Ryan’s experience of conversion therapy was subtle, suggested and self-inflicted. “In my youth, I was made to feel that I had to dress straight and not dance to Bollywood music and feel that I couldn't enjoy cooking with my aunties. I had to go out and drink beer with my uncles and mow the yard. I had to consciously covert myself to be more palpable to the men,” he recounts. “When I came out to my mum, she asked if I should see a professional to help me. That was a devastating feeling. She was suggesting that someone try and help me be someone other than who I was. I didn’t grasp this as a form of ‘conversion therapy’ at the time but I said to her, we have an opportunity to tackle something difficult together here. We had the opportunity to break the mould, rather than add to the obstacles."
By adding his voice to Amar and Prince Manvendra’s efforts, Lanji aims to help others visualise the possibilities of not having to convert themselves. “Conversion can be something you do to yourself. Many queer South Asians are audaciously living their authentic queer lives or supressing it deeply. You either exile yourself or you swallow your truth so deeply and just try to appease your parents until they are no longer with us. But my raison d'être is that these individuals are celebrated in their homes regardless of how traditional they are. There is much more strength to a family who shows unconditional acceptance. That’s where the allyship of people pushing for this case comes in.”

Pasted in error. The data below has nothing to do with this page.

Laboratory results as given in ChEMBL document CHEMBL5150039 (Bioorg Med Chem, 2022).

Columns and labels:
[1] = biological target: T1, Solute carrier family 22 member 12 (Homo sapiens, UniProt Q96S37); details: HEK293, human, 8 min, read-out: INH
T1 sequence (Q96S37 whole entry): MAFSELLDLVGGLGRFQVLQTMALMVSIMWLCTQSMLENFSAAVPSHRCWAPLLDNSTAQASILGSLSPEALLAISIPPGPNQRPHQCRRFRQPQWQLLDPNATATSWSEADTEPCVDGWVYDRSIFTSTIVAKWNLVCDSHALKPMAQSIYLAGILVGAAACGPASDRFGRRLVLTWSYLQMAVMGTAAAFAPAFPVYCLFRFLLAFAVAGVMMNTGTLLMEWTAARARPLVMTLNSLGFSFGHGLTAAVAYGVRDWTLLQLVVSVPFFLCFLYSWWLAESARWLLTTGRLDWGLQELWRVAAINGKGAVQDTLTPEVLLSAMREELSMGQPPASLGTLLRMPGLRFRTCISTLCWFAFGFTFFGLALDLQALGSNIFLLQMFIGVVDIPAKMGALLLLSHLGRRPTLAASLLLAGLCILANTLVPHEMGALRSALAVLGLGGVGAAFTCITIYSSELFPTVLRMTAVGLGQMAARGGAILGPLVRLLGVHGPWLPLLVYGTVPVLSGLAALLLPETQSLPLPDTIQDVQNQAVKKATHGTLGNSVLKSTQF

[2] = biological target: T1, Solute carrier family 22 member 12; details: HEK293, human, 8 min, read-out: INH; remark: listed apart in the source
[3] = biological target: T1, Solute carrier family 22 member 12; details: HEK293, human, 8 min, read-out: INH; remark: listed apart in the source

How does one push a case through the Supreme Court though? Rights for LGBTQ people in India is still a fresh concept and remains taboo. One cannot merely knock on the door and ask to be heard—even with a human rights lawyer in your back pocket like Amar and the prince. “I reached out to dozens of lawyers across India. I can still hear the sound of phones hanging up when I think about it,” Amar recalls. “Thankfully I came across a human rights lawyer called Ravi Kant who dedicated his life to women’s rights and won important cases at India’s Supreme Court. He agreed to take my case—his first LGBTQ case.”